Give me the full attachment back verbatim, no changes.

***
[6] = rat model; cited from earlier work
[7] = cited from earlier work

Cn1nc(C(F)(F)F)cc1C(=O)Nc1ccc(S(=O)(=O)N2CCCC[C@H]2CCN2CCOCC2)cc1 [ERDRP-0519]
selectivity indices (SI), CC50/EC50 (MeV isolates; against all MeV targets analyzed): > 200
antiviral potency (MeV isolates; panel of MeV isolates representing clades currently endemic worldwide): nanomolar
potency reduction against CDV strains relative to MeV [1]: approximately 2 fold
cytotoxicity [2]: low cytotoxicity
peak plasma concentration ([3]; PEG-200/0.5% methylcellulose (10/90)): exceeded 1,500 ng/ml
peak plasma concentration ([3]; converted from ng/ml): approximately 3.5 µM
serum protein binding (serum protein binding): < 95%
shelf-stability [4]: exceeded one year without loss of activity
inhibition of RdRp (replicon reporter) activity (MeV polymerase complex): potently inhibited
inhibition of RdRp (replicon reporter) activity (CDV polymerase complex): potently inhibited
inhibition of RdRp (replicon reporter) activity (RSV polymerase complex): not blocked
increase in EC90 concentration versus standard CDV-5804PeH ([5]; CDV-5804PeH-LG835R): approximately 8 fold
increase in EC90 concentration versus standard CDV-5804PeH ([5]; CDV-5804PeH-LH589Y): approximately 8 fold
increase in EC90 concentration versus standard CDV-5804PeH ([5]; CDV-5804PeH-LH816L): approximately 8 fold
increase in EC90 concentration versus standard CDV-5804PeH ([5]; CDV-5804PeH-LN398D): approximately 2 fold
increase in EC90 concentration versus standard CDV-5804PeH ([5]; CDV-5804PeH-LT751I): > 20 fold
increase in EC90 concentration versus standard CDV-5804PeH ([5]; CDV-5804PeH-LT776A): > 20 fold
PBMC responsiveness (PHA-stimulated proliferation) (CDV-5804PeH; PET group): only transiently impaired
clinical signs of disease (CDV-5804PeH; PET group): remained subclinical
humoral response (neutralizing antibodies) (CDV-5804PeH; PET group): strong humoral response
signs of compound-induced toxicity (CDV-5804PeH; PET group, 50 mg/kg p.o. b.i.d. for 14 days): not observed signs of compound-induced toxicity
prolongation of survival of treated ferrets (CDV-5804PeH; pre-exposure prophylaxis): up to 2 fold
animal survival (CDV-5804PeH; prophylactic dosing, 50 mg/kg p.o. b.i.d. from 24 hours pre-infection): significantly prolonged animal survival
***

[6] = rat model; cited from earlier work
[7] = cited from earlier work

Cn1nc(C(F)(F)F)cc1C(=O)Nc1ccc(S(=O)(=O)N2CCCC[C@H]2CCN2CCOCC2)cc1 [ERDRP-0519]
selectivity indices (SI), CC50/EC50 (MeV isolates; against all MeV targets analyzed): > 200
antiviral potency (MeV isolates; panel of MeV isolates representing clades currently endemic worldwide): nanomolar
potency reduction against CDV strains relative to MeV [1]: approximately 2 fold
cytotoxicity [2]: low cytotoxicity
peak plasma concentration ([3]; PEG-200/0.5% methylcellulose (10/90)): exceeded 1,500 ng/ml
peak plasma concentration ([3]; converted from ng/ml): approximately 3.5 µM
serum protein binding (serum protein binding): < 95%
shelf-stability [4]: exceeded one year without loss of activity
inhibition of RdRp (replicon reporter) activity (MeV polymerase complex): potently inhibited
inhibition of RdRp (replicon reporter) activity (CDV polymerase complex): potently inhibited
inhibition of RdRp (replicon reporter) activity (RSV polymerase complex): not blocked
increase in EC90 concentration versus standard CDV-5804PeH ([5]; CDV-5804PeH-LG835R): approximately 8 fold
increase in EC90 concentration versus standard CDV-5804PeH ([5]; CDV-5804PeH-LH589Y): approximately 8 fold
increase in EC90 concentration versus standard CDV-5804PeH ([5]; CDV-5804PeH-LH816L): approximately 8 fold
increase in EC90 concentration versus standard CDV-5804PeH ([5]; CDV-5804PeH-LN398D): approximately 2 fold
increase in EC90 concentration versus standard CDV-5804PeH ([5]; CDV-5804PeH-LT751I): > 20 fold
increase in EC90 concentration versus standard CDV-5804PeH ([5]; CDV-5804PeH-LT776A): > 20 fold
PBMC responsiveness (PHA-stimulated proliferation) (CDV-5804PeH; PET group): only transiently impaired
clinical signs of disease (CDV-5804PeH; PET group): remained subclinical
humoral response (neutralizing antibodies) (CDV-5804PeH; PET group): strong humoral response
signs of compound-induced toxicity (CDV-5804PeH; PET group, 50 mg/kg p.o. b.i.d. for 14 days): not observed signs of compound-induced toxicity
prolongation of survival of treated ferrets (CDV-5804PeH; pre-exposure prophylaxis): up to 2 fold
animal survival (CDV-5804PeH; prophylactic dosing, 50 mg/kg p.o. b.i.d. from 24 hours pre-infection): significantly prolonged animal survival